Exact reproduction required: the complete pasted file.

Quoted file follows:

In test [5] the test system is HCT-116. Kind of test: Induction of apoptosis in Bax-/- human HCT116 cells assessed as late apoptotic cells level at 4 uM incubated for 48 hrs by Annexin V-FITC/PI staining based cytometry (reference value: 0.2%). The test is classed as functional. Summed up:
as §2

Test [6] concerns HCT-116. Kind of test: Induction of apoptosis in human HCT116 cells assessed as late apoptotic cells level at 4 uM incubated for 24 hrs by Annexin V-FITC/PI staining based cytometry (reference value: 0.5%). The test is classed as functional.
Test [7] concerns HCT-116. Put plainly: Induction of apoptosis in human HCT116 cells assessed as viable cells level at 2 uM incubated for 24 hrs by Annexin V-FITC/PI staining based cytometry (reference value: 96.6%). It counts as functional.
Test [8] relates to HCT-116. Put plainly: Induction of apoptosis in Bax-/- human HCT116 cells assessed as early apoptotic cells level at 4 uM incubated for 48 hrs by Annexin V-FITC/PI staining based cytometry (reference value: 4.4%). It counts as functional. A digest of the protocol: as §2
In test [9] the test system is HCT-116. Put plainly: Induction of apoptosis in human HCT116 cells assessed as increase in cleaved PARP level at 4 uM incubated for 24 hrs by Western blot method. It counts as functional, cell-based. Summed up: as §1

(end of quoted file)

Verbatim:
In test [5] the test system is HCT-116. Kind of test: Induction of apoptosis in Bax-/- human HCT116 cells assessed as late apoptotic cells level at 4 uM incubated for 48 hrs by Annexin V-FITC/PI staining based cytometry (reference value: 0.2%). The test is classed as functional. Summed up:
as §2

Test [6] concerns HCT-116. Kind of test: Induction of apoptosis in human HCT116 cells assessed as late apoptotic cells level at 4 uM incubated for 24 hrs by Annexin V-FITC/PI staining based cytometry (reference value: 0.5%). The test is classed as functional.
Test [7] concerns HCT-116. Put plainly: Induction of apoptosis in human HCT116 cells assessed as viable cells level at 2 uM incubated for 24 hrs by Annexin V-FITC/PI staining based cytometry (reference value: 96.6%). It counts as functional.
Test [8] relates to HCT-116. Put plainly: Induction of apoptosis in Bax-/- human HCT116 cells assessed as early apoptotic cells level at 4 uM incubated for 48 hrs by Annexin V-FITC/PI staining based cytometry (reference value: 4.4%). It counts as functional. A digest of the protocol: as §2
In test [9] the test system is HCT-116. Put plainly: Induction of apoptosis in human HCT116 cells assessed as increase in cleaved PARP level at 4 uM incubated for 24 hrs by Western blot method. It counts as functional, cell-based. Summed up: as §1